Grant money funded a series of workshops, lectures, and formal and informal conversations, which helped the faculty further projects already in progress and develop new ones inspired by visiting experts who shared their knowledge of software, hardware, and pedagogy. During this time, the faculty also began to build collaborative relationships with members of the CIS department, who contributed the technical knowledge that helped turn theoretical ideas into tangible programs such as MOOssiggang and the Media Cloisters.

Integrating technology into the curriculum has also fostered increased collaboration among faculty, a way of working that has long been characteristic of Vassar. Rather than cultivating a community of loners who never emerge from their rooms or offices because they can get everything they need off the Internet, innovations such as the Media Cloisters and projects such as MOOssiggang bring students and faculty into fruitful cooperative working relationships. As Michael Joyce remarks, they have found it to be true that "technology leads to collaborative interaction."

Jeff Schneider, speaking of his experience teaching in the MOO, agreed. "It has turned teaching into something that is usually done in isolation with one group of students into something that is very collaborative."

No matter how wonderful technological innovations might be, however, they don’t come without costs and challenges: financing, upgrading, training. Diane Balestri, director of CIS, says, "At some point you have to take risks. You have to determine the trajectory of change" and then decide what the institution is going to do to accommodate that change.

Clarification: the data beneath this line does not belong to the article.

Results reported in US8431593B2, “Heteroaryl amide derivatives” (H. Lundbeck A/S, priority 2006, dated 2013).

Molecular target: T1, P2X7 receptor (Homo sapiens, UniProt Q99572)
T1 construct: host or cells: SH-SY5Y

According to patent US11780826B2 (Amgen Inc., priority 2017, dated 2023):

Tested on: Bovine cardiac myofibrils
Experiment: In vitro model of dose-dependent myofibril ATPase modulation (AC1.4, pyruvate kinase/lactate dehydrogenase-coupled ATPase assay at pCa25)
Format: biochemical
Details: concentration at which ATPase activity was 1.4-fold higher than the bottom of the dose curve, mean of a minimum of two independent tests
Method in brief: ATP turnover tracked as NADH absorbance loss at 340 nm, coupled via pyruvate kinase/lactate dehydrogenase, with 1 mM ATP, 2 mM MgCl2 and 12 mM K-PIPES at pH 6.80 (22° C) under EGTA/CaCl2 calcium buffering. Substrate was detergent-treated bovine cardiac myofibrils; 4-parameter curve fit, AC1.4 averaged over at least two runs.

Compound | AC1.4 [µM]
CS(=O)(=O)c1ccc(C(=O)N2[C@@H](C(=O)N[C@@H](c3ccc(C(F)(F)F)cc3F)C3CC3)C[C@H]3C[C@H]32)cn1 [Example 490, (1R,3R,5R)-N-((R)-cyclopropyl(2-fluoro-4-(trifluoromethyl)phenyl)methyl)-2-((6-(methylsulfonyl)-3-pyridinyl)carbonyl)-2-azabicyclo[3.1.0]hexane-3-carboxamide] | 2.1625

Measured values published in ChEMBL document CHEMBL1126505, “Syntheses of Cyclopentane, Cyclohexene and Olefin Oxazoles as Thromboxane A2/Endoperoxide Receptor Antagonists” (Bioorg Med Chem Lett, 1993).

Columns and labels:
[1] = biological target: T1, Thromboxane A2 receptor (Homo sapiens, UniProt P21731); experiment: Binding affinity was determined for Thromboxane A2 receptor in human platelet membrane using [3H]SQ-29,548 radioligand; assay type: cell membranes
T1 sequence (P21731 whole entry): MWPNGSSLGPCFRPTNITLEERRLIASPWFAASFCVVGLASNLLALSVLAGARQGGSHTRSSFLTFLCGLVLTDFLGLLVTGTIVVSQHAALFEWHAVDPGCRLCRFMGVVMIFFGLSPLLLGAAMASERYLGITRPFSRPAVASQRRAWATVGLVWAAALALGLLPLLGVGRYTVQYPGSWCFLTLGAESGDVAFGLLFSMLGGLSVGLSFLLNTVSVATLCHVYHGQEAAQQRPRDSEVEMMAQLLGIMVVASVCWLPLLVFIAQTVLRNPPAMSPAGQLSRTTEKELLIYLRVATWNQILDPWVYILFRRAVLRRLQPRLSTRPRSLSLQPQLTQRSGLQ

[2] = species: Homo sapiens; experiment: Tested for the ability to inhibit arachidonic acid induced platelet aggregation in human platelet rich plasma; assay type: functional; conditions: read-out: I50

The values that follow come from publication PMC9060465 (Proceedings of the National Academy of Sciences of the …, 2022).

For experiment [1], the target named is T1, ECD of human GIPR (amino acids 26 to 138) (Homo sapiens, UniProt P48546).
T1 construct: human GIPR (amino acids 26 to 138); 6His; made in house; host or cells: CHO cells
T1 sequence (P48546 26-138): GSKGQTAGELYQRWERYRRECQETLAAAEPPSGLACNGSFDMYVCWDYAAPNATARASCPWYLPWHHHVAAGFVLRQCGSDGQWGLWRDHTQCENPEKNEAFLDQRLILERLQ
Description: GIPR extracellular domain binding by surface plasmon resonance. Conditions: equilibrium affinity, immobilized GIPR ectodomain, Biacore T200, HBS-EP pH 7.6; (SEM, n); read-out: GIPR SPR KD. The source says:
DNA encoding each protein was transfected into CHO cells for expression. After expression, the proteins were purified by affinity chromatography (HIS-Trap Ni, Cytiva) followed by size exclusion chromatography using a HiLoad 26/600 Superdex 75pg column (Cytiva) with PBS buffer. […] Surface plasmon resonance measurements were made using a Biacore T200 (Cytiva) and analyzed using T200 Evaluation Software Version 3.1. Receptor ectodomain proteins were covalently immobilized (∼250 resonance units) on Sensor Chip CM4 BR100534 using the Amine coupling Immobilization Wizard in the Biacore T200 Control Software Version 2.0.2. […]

Because of the importance and impact of technology decisions, Balestri’s position was elevated to the rank of senior officer of the college effective this year. As a senior officer, Balestri will be better placed to help administrators and trustees think strategically about what kind of financial sacrifices, plans, and obligations the college will have to make to maintain its position "someplace slightly behind the cutting edge," as Fergusson puts it.

"Where we like to be at the forefront," she explains, "is intellectually."

Focusing on its technology will not only forward the college intellectually, the president notes, it will also ensure that Vassar will remain a top choice for potential students. "Incoming students come with higher expectations of what the college will offer technologically."

Confirmation of that comes from Liza Trinkle ’02, who studied on MOOssiggang: "Technology is extremely important in enhancing a liberal arts education. It allows students to have an additional outlet for their ideas and professors to have a different method of instruction."

Through projects such as MOOssiggang, in places such as the Media Cloisters, with the help of technological innovations of the future, it is likely that students and faculty at Vassar will continue to remain at the intellectual forefront throughout the next century.

"We fundamentally believe that the education that we give at Vassar is much more than just the transference of knowledge that can happen by computer as well as by people," says President Fergusson. "It would gut the very purpose and reason of what a liberal arts education is all about to think that it was transmittable simply by technology." Nevertheless, she acknowledges that each step down the silicon-chip path "has been strongly enhancing for Vassar as an institution."

"We believe that technology is important here as it forwards the mission of a liberal school," says Balestri. "It will not become a technological institute and we won’t substitute technology for the face to face encounters that characterize our education."